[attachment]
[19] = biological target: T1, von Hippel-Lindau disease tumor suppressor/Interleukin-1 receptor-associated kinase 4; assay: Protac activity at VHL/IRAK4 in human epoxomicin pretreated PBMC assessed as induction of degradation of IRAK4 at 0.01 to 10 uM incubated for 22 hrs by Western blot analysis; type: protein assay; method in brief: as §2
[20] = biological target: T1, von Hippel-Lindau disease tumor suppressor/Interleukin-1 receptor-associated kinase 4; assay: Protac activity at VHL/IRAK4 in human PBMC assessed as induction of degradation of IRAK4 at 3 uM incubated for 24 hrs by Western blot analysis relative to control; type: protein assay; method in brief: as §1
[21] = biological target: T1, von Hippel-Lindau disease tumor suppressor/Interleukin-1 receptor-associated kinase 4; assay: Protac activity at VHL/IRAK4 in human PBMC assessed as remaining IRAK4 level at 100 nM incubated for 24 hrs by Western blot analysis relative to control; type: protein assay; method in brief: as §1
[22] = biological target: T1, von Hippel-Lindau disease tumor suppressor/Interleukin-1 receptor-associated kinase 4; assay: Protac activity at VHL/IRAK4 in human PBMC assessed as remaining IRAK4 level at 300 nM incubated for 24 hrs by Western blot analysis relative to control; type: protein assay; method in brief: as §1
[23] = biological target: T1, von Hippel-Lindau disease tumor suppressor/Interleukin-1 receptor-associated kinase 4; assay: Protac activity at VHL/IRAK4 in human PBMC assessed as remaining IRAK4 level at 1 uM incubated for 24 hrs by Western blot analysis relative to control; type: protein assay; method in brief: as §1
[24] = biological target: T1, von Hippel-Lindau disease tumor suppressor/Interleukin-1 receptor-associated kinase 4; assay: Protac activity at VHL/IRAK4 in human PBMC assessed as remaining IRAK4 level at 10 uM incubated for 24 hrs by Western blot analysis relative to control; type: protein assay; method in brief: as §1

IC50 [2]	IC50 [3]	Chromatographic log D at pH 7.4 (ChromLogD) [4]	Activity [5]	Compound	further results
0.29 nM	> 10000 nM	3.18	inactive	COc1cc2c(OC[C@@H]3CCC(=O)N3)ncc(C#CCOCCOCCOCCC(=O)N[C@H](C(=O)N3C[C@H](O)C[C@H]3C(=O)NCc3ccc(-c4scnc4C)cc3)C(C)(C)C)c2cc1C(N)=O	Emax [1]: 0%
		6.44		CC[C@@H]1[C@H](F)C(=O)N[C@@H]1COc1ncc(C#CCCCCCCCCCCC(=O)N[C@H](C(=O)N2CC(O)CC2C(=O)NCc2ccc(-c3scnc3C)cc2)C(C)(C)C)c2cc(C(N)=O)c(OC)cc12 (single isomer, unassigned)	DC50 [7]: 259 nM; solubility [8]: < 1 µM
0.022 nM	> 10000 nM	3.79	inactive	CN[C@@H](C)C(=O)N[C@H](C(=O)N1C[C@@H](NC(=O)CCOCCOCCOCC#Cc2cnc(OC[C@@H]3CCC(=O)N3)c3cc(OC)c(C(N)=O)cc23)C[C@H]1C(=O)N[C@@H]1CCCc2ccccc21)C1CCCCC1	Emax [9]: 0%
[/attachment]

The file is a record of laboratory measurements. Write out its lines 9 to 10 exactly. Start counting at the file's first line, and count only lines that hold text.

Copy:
		6.44		CC[C@@H]1[C@H](F)C(=O)N[C@@H]1COc1ncc(C#CCCCCCCCCCCC(=O)N[C@H](C(=O)N2CC(O)CC2C(=O)NCc2ccc(-c3scnc3C)cc2)C(C)(C)C)c2cc(C(N)=O)c(OC)cc12 (single isomer, unassigned)	DC50 [7]: 259 nM; solubility [8]: < 1 µM
0.022 nM	> 10000 nM	3.79	inactive	CN[C@@H](C)C(=O)N[C@H](C(=O)N1C[C@@H](NC(=O)CCOCCOCCOCC#Cc2cnc(OC[C@@H]3CCC(=O)N3)c3cc(OC)c(C(N)=O)cc23)C[C@H]1C(=O)N[C@@H]1CCCc2ccccc21)C1CCCCC1	Emax [9]: 0%